Diya K. Wynn, an AI/ML Ethicist in Emerging Technologies & Intelligent Platforms GSP at Amazon Web Services, talked about Technological Advancements for Women’s Empowerment: Opportunities and Challenges. Ms. Wynn started her speech by sharing her story of a little girl from a single parent, poverty-stricken home in Harlem, New York. She was awarded with a computer for her accomplishment in school, which fascinated her in science and technology, which opened up a world to study and pursue a career in computers and technology. In the stories she read and the movies she watched, there were no role models of women or girls with jobs and careers in computers and science. The media and the society portrayed women with roles as homemakers, teachers, and nurses.
Ms. Wynn said that her story is not uncommon to many women and girls around the world. Exposure and access to education and technology is critical in building sustainable systems, developing effective policies, and changing socio-cultural norms and patriarchal structures that are embedded in the mindset of the society towards women empowerment and gender equality. She also added that the challenges are coupled with racism and discrimination against black African American women in America. To achieve women empowerment and gender equality adopted in the Beijing Declaration and the UN Sustainable Development Goals, we have to address the systemic and institutional barriers against women, girls, and people from marginalized communities to ensure equality, equity, and social justice for all worldwide.
The technological advancements in its simplest form benefited the society with new methods, systems, and devices improved or invented that use information technology to solve the problems. The technological advancements also provided jobs, upward mobility, create income, stability and opportunities to build up, inherit, and share in wealth.
For instance, rapid advances in technology made higher speed internet access available in homes (1995); flash was introduced for rich content delivery on the web (1996); Google was founded and transforming how we attain data (1998), Ontologies give way to the semantic web (2004); Social networking gives rise to a new paradigm for connecting, interacting and influencing (2007); Cloud computing provide internet-based access to democratized IT resources (2006); Artificial intelligence (more specifically machine learning) and big data emerge driving change in how we live and work, and Quantum computing promises unparalleled processing power to solve previously unapproachable problems.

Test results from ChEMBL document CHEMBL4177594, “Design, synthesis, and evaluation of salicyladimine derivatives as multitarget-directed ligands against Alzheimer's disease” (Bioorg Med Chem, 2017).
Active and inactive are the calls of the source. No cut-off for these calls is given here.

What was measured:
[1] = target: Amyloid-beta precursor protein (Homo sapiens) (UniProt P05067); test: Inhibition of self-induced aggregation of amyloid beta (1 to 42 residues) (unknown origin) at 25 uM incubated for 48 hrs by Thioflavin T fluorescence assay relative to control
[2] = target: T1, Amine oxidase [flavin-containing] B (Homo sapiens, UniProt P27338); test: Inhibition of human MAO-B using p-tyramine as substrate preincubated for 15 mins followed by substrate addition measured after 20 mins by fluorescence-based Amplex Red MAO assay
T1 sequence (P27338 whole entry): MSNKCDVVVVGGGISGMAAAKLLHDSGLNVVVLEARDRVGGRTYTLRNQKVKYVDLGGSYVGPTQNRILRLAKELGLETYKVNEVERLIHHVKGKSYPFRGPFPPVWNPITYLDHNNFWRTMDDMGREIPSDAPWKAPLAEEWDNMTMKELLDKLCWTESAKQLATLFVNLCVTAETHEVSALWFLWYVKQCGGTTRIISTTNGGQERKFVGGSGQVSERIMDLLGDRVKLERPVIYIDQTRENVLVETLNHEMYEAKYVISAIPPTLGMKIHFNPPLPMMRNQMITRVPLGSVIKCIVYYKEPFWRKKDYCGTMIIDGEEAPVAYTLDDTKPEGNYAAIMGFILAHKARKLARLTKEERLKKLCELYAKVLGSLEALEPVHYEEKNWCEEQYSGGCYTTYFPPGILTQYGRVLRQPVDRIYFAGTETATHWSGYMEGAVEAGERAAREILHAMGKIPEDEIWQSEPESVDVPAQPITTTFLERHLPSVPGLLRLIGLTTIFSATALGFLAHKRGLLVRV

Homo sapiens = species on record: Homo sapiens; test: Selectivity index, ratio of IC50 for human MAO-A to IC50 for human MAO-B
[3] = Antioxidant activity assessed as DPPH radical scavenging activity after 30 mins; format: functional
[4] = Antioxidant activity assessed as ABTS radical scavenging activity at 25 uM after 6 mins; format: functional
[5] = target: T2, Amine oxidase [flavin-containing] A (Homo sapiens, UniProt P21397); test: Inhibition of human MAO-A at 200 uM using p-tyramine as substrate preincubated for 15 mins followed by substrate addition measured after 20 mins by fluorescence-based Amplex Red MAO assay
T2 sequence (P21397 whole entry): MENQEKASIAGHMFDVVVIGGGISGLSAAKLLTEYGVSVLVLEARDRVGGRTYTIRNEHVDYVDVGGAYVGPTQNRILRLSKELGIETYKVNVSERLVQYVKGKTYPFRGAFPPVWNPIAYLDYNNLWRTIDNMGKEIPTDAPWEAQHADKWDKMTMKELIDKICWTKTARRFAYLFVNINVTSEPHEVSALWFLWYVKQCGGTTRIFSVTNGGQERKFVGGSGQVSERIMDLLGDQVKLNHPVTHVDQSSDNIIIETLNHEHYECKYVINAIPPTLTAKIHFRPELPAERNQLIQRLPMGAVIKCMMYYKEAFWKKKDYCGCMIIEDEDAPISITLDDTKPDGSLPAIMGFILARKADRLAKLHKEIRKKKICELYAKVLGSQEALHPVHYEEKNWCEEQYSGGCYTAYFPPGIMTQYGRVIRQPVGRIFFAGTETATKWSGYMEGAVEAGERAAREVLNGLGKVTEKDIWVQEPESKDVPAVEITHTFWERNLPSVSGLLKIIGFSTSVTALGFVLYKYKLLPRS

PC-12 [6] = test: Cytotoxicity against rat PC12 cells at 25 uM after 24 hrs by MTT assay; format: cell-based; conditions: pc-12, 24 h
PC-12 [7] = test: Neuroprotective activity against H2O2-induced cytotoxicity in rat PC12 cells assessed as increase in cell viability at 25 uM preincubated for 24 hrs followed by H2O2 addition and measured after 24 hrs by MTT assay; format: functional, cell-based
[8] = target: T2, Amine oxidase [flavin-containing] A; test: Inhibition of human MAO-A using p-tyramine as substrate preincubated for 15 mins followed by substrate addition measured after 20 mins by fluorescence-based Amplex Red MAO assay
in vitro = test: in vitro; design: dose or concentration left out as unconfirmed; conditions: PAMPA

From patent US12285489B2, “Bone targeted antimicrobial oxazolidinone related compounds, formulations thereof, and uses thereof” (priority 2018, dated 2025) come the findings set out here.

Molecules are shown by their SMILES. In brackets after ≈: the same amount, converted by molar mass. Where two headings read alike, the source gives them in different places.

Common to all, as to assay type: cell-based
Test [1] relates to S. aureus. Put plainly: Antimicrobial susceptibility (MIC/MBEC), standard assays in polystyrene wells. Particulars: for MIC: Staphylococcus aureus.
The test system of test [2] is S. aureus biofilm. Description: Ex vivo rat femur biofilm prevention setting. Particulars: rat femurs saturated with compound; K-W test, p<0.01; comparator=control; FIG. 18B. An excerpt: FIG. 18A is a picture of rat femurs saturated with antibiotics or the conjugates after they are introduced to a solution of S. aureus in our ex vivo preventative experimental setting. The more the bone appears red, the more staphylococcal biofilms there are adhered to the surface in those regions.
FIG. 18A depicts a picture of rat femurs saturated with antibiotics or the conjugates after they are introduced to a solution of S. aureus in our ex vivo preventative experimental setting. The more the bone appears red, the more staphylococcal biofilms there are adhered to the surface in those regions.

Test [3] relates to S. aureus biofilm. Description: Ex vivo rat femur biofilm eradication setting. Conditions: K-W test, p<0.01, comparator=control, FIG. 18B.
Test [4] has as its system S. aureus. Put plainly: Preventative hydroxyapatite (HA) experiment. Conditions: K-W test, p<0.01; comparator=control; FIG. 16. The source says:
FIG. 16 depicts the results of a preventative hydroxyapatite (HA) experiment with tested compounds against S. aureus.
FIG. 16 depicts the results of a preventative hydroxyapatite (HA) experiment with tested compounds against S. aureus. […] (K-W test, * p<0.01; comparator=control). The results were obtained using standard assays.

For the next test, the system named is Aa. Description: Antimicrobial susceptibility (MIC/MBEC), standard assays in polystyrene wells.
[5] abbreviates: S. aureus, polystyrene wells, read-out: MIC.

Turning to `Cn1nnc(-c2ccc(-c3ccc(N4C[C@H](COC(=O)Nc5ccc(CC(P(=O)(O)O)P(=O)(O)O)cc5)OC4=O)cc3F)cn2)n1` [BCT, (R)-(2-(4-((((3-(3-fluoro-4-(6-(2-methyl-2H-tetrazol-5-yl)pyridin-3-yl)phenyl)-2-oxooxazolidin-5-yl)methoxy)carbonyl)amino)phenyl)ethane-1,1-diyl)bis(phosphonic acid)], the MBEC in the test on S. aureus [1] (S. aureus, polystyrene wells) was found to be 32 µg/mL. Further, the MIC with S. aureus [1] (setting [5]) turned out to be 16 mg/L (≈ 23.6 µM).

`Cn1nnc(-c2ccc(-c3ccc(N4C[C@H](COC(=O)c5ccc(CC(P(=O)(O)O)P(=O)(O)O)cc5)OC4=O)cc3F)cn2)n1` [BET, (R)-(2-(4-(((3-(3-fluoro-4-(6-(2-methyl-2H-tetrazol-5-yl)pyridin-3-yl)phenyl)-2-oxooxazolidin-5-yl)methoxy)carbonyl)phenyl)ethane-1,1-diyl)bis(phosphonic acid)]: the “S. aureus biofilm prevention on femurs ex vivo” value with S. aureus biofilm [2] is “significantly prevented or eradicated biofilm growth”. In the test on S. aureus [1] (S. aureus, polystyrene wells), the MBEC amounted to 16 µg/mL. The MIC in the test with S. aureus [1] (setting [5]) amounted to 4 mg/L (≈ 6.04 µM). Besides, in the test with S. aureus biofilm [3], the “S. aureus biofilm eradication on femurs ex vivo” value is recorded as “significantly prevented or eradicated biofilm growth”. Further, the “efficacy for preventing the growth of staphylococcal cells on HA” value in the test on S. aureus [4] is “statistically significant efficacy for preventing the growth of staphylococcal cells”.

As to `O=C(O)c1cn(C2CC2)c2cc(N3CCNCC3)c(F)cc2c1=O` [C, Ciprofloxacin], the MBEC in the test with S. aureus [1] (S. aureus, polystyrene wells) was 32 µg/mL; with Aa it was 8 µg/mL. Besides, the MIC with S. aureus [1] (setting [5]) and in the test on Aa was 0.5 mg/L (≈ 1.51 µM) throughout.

Technology is providing us with tools to tackle gender inequality and empower women. Digital platforms, social media, medical and emerging technologies, have opened up avenues for engagement in cultures where women’s physical mobility is restricted and their voices silenced; online activism, community-building which increases awareness and engagement around women’s health and rights issues; career opportunities and learning made is available online and in apps on mobile devices; women to set up businesses and earn income connecting to wider/global sources for financing, marketing and funding; Femtech introduces technical solutions that address female health needs exclusively, including diagnostic tools, software, mobile apps and wearables; women participate in political campaigns, and women can have greater access to knowledge and general information.
World Economic Forum’s 2020 Global Gender Gap Report benchmarks 153 countries on their progress towards gender parity across four dimensions: economic participation and opportunity, educational attainment, health and survival and political empowerment. The report indicated that it will take approximately 100 years for us to see gender equality globally. Women on average are 26 percent less likely than men to have a smart phone (Africa, 34%; South Asia, 70%) Men hold 75% of parliamentary seats worldwide and 73% of managerial positions. Women are paid 16% less than men on average, rising to 35% less in some countries. 50-78% of women experienced gender discrimination at work. Nearly one in five women has faced domestic violence in 2019. At least 60% of countries still discriminate against rights to inherit land and other assets
True women’s empowerment is for women to be full players in every area of society, with freedom to create, earn, own and build. That means being able to take full advantage of the benefits of technology and having a seat at the table. In the words of the late Justice Ruth Bader Ginsberg “Women belong in all places decisions are being made.” To see more women empowered, women need exposure, education and a real commitment to change that means our collective willingness and courage to put down policies and systems of oppression and create opportunity. In the words of the CEO of AWS, Andy Jassy, “we need missionaries not mercenaries.”